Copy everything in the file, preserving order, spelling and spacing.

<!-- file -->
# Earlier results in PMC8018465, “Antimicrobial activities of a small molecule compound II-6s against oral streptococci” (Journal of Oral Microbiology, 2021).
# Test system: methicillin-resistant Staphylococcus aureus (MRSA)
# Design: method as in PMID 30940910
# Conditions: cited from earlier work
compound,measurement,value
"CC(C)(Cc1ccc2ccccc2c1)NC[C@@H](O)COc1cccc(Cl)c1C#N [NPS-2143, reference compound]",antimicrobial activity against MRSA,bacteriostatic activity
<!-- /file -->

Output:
# Earlier results in PMC8018465, “Antimicrobial activities of a small molecule compound II-6s against oral streptococci” (Journal of Oral Microbiology, 2021).
# Test system: methicillin-resistant Staphylococcus aureus (MRSA)
# Design: method as in PMID 30940910
# Conditions: cited from earlier work
compound,measurement,value
"CC(C)(Cc1ccc2ccccc2c1)NC[C@@H](O)COc1cccc(Cl)c1C#N [NPS-2143, reference compound]",antimicrobial activity against MRSA,bacteriostatic activity